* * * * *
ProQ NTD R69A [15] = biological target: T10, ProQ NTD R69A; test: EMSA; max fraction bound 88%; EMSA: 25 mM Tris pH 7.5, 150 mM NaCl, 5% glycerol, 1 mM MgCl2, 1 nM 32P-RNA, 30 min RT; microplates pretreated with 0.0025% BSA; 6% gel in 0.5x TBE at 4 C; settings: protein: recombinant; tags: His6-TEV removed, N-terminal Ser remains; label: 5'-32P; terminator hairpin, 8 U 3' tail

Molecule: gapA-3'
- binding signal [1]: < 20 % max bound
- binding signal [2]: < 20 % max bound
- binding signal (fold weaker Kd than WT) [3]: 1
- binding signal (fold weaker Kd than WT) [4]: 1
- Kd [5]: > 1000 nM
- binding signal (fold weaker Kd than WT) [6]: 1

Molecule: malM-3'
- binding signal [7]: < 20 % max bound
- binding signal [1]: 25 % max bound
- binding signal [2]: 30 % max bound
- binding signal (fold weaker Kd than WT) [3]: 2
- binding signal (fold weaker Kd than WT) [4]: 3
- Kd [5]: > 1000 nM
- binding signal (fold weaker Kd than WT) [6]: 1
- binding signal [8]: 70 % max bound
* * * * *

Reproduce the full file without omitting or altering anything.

ProQ NTD R69A [15] = biological target: T10, ProQ NTD R69A; test: EMSA; max fraction bound 88%; EMSA: 25 mM Tris pH 7.5, 150 mM NaCl, 5% glycerol, 1 mM MgCl2, 1 nM 32P-RNA, 30 min RT; microplates pretreated with 0.0025% BSA; 6% gel in 0.5x TBE at 4 C; settings: protein: recombinant; tags: His6-TEV removed, N-terminal Ser remains; label: 5'-32P; terminator hairpin, 8 U 3' tail

Molecule: gapA-3'
- binding signal [1]: < 20 % max bound
- binding signal [2]: < 20 % max bound
- binding signal (fold weaker Kd than WT) [3]: 1
- binding signal (fold weaker Kd than WT) [4]: 1
- Kd [5]: > 1000 nM
- binding signal (fold weaker Kd than WT) [6]: 1

Molecule: malM-3'
- binding signal [7]: < 20 % max bound
- binding signal [1]: 25 % max bound
- binding signal [2]: 30 % max bound
- binding signal (fold weaker Kd than WT) [3]: 2
- binding signal (fold weaker Kd than WT) [4]: 3
- Kd [5]: > 1000 nM
- binding signal (fold weaker Kd than WT) [6]: 1
- binding signal [8]: 70 % max bound